Today I want to share two additional things that really helped us with all our appointments: a symptom list and a question list.
When visiting doctors, we always had a hard time (1) making sure that the doctor got all of the pertinent information (thus the symptom list), and (2) getting the information that we needed (thus the question list).
The Symptom List
When we visited each doctor, I immediately handed the nurse a "symptom sheet." This was a bullet-point summary of every symptom, change in health status, etc., for the child in question, and it was an awesome way to communicate effectively, clearly, and quickly with doctors. Otherwise, a lot of details get lost in transfer - and doctors are so busy that they are hard to pin down and actually talk to. This is a great way to accomplish clear communication with a minimum of lost time or lost information.
Because our time in the medical system was spent trying to track down a mystery condition, my symptom list includes all sorts of symptoms - developmental, physiological, etc. However, it would vary greatly depending on the medical circumstances. In a different situation, for example, a symptom/informational list might list other information, briefly stated, such as:
- Surgery and/or procedure history
- Example: "Had a shunt put in on 2/1/11; recovery has been uncomplicated."
- Quick summaries of visits with other specialists
- Example: "Saw Dr. Smith in neurology on 2/12/13; he recommends a second brain MRI based on symptoms."
- Current prescription list
- Example: "Currently taking 15 mg of Drug A three times per day."
It's very easy to individualize a symptom list for an individual situation, and for our family, it was an essential part of communication with our doctors.
I should also say that, without exception, doctors loved this. When we handed them detailed symptom lists, most of them showed visible enthusiasm and excitement. "Wow! This is awesome! Thank you so much!" They loved having summarized information quickly available (without hours of interviews), and they also loved seeing parents who were intensely involved in their child's care. I can't say enough about how keeping symptom lists improved and bolstered our doctor-client relationships.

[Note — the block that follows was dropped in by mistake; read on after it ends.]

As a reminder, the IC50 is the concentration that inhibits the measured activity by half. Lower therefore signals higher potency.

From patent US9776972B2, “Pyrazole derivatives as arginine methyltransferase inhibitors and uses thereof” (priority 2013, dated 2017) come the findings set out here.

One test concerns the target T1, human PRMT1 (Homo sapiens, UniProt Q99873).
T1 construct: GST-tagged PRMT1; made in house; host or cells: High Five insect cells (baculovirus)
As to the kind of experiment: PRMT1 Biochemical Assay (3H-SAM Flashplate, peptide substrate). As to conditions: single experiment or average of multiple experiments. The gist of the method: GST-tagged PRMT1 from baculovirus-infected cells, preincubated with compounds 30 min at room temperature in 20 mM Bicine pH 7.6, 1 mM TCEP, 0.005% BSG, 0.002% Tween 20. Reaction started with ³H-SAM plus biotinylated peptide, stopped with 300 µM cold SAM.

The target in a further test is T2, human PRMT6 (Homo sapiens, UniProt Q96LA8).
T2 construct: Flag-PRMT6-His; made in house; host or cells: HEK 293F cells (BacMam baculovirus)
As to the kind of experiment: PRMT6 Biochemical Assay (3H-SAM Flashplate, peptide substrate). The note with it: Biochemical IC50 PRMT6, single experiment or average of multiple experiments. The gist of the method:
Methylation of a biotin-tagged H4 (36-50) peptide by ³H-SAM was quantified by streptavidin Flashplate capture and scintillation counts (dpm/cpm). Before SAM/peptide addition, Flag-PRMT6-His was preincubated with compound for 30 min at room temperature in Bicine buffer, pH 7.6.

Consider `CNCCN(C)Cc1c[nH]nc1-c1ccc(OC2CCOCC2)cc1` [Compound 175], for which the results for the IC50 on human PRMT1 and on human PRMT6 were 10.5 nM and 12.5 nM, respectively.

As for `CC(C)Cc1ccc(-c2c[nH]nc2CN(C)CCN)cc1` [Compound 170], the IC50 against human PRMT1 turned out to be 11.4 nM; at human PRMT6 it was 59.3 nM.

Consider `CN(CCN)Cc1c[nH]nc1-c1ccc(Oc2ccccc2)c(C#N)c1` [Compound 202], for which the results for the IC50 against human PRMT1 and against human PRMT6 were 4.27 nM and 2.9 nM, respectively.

Below is a partial list of the symptom list that we took to our doctors (abbreviated for privacy purposes):
The Question List
Additionally, at each specialist visit, I presented a question list - a list of questions that we wanted to ask the doctor.
Why not just ask the questions?
As many of you know, it's not that simple. Doctors are pressed for time, conversation tends to be fast-paced and headed in many different directions, and it's very easy to get side-tracked and find that one has ended an appointment without getting any questions asked, let alone answered.
When handing a doctor a list of questions, however, he or she will often stop and go systematically through the list and answer each question in turn. It's very helpful, and again, I highly recommend it.
Questions for Dr. -------
(1) Should we be concerned about [A]?
(2) Do we need to change our prescription for [B]?
(3) We have noticed [C]. Do you have any advice regarding that?
The Symptom List and the Question List were the two key points to making our specialist visits effective!
|Our little guy two years ago, with his new baby brother!|
In simpler situations - for example, taking a child to the doctor for an ear infection - the symptom list and question list can be combined easily. We do this whenever we take a child to see a physician. Here is a made-up example:
Patient Kayla Brown (birthdate 12/13/12)
For visit on 3/13/14 with Dr. Smith
- Low fever (99.8F)
- Up at night
- Rubbing ears
(1) Can we treat this at home, or do we need antibiotics? (If we need antibiotics, note that Kayla is allergic to penicillin.)
(2) What comfort measures can we take for her at home?
(3) Will it be safe for her to attend her cousin's wedding with us on Saturday?
Again, even for simple visits, this makes everything so much easier!
I hope that these tips are a blessing to your family in whatever situation you find yourself!
Click on Part 9 to keep reading!